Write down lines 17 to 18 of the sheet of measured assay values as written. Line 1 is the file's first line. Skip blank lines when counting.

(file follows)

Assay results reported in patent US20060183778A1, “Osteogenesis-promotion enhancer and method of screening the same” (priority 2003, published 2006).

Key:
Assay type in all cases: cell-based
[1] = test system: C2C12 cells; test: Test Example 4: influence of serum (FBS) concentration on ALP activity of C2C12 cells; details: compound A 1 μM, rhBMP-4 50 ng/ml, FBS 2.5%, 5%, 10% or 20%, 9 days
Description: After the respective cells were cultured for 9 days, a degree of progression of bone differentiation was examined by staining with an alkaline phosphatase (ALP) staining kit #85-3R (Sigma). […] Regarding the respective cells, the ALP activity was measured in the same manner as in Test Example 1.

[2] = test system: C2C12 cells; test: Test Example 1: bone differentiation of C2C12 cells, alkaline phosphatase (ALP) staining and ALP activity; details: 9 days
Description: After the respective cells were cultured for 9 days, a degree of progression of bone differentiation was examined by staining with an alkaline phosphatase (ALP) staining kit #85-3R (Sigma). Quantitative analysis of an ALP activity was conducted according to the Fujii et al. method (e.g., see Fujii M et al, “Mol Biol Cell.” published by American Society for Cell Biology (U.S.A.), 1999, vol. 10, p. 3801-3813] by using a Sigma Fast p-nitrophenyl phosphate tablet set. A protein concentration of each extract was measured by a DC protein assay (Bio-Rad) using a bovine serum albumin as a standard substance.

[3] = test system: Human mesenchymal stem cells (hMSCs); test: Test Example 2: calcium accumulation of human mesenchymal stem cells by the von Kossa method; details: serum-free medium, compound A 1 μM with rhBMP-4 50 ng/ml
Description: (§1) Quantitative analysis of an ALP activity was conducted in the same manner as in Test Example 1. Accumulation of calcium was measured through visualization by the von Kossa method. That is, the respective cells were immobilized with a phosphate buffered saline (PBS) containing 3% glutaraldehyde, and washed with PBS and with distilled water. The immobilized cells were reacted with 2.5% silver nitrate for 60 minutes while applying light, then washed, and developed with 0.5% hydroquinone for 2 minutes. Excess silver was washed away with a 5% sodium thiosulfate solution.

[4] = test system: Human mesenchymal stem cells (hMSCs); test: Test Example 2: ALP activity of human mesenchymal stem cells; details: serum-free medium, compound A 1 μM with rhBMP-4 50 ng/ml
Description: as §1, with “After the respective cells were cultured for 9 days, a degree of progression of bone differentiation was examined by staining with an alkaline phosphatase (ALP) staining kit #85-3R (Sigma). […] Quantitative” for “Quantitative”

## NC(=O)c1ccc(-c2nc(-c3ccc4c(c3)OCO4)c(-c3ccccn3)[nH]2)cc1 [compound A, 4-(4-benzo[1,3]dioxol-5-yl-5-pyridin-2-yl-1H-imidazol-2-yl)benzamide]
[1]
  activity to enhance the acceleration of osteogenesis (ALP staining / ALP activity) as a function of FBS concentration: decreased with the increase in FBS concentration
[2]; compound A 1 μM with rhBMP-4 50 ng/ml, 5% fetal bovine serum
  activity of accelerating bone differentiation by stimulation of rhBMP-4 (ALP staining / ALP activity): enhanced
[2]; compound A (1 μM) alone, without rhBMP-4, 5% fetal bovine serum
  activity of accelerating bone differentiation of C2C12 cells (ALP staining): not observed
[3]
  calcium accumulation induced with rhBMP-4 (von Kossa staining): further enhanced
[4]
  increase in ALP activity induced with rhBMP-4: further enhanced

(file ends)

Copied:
[2]; compound A (1 μM) alone, without rhBMP-4, 5% fetal bovine serum
  activity of accelerating bone differentiation of C2C12 cells (ALP staining): not observed